Excuses are superfluous when invited to drive the pinched length of the Columbia River Gorge. Verdant green drips from every vertical surface. Slender fissures in rock yield to tumbling waterfalls. The roadway cantilevers over a rabid, fizzing cauldron of river, droplets racing themselves to a union with the Pacific. Vertigo evaporates with eye contact, drinking images resplendent with wet, with ooze, with confounding drama where it joins the desert and is sucked dry.

The face of Nature’s preening wasn’t what mattered to me when my architect friend Alice asked me to drive from Portland, through the Gorge, to the Maryhill Museum of Art. My notions were taken with History, the ghostly echoes of bedraggled explorers, Lewis and Clark and their whoring, whooping Corps of Discovery. I strained my ears to hear them, shuffled my feet to (maybe) stand where they once did. With a weaving, distracted gait, I drove while Alice made background noise for my epic main soundtrack.

She kept talking about this………..Thing. The music swelled Thing! with History, crescendoed with Thing! Actual Historical Marker, Thing! teased with a pianissimo of Thing! sighing whispers, built itself into Thing! a lathering Thing! climax Thing! of Recorded Thing! Lookout Thing! Point ThingThingThingThingThing!.


So, this thing. What is this thing we’re going to see again?

Alice’s glasses flamed in time with her passion for the Thing. It’s an outdoor sculpture designed by architect Brad CloepfilShould be some sexy concrete. I’ve wanted visit since I read about it in Dwell.

Great I thought to myself. Concrete. Why do architects get so flipping orgasmic over the stuff? It isn’t sexy, and it hurts when I fall on it. The sour taste of my foot flooded my mouth, a remnant of Barcelona that sealed my comment in my head.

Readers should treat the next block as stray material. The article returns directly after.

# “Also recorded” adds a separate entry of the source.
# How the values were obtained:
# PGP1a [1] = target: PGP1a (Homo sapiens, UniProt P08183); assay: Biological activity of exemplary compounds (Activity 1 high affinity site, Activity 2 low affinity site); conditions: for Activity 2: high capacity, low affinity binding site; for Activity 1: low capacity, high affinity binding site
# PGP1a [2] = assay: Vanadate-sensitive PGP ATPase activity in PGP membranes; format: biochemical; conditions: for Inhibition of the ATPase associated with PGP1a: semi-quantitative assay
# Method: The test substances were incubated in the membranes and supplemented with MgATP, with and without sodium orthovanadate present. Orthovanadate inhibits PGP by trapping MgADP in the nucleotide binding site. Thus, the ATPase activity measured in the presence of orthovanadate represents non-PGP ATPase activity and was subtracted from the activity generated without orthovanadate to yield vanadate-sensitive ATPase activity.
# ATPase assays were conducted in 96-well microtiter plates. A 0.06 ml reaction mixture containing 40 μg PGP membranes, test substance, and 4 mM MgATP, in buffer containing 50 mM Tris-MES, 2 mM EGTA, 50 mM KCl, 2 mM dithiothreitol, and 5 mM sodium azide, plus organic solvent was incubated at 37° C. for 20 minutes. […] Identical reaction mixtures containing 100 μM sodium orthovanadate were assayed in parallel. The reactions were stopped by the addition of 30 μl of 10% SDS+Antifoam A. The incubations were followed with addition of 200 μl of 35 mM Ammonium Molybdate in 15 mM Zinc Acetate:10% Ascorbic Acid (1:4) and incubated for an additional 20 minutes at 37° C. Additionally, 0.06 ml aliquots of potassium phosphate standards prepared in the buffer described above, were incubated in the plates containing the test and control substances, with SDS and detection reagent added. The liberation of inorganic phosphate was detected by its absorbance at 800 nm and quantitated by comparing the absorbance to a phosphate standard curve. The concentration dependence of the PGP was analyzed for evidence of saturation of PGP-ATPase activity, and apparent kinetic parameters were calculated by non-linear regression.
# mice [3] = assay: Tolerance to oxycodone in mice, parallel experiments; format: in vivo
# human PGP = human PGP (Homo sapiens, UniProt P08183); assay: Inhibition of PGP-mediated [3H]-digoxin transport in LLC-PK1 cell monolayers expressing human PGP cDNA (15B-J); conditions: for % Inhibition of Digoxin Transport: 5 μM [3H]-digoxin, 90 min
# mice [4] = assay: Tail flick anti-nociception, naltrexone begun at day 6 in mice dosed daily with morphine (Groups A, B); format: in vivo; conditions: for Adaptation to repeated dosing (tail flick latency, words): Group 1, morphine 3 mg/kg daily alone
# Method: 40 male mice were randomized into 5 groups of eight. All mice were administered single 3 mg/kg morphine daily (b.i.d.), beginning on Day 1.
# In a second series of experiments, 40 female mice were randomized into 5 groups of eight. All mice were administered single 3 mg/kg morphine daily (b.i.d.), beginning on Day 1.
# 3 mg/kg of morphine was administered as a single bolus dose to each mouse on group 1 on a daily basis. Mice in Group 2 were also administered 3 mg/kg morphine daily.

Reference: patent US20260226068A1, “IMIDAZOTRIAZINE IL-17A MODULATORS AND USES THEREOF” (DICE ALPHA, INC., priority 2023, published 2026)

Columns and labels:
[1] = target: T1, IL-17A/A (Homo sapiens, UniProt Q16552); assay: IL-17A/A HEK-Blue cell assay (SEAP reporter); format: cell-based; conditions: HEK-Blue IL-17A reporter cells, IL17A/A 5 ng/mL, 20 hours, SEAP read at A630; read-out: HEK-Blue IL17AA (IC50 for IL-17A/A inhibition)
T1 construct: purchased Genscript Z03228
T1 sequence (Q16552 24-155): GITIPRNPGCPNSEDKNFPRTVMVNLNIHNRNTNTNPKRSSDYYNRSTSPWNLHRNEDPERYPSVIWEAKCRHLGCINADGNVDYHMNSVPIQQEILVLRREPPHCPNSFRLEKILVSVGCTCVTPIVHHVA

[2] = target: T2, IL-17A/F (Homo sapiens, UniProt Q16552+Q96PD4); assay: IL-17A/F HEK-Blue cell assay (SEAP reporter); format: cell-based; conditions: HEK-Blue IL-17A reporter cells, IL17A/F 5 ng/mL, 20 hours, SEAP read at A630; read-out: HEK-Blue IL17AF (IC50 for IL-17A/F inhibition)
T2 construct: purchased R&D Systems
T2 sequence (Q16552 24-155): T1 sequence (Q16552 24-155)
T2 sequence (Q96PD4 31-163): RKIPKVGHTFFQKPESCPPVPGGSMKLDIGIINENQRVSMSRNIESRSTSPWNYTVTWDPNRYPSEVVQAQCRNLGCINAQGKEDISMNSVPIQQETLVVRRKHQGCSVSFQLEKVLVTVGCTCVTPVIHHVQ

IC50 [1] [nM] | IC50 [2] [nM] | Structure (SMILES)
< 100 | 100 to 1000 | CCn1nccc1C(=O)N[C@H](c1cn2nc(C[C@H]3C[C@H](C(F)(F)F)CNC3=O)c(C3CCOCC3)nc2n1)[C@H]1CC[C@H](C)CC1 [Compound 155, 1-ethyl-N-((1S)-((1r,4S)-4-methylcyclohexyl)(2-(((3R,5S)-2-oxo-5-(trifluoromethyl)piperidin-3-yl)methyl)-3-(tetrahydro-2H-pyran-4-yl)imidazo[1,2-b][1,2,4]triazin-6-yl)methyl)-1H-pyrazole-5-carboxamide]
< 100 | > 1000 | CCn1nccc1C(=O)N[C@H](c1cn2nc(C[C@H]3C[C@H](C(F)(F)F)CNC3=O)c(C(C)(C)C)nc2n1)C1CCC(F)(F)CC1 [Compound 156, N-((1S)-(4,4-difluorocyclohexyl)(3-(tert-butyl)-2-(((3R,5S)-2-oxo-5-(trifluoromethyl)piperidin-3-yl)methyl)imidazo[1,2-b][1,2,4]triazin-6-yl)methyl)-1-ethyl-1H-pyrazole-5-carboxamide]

A neo-classical pile of a house waved from its perch at a lazy bend in the river. We cracked the doors and stepped into desert air mingled with the swirling liquid sounds.

This house is like fifty we could see in Charleston. Really, we didn’t drive all the way out here to see THIS, did we?


I found Alice next to a series of concrete diving boards. They decorated the lawn before it took its suicidal plunge into the Columbia River.




She pointed her camera at the champagne-like flow of water, at the cloud creatures shifting in the sky, at blades of thirsty grass. But, she took nary a picture of the Thing.

We drove all the way out here to see this…..Thing. Why aren’t you taking pictures of it?

Andra. It’s not about the sculpture. The beauty of the design is how it frames everything around it. See how it highlights the hump of that mountain across the river? How its shadow enhances that open square of rusty rock peeking through the dirt? Can you hear the river reverberate when you stand right here? How it morphs when you move over there?

But, I wasn’t listening in my urge to see.


Maybe Lewis stood on that spot.


Or that one.


Maybe that was his whisper fluttering through the winds of time and breathing understanding into me.

From the Maryhill Museum of Art web site 

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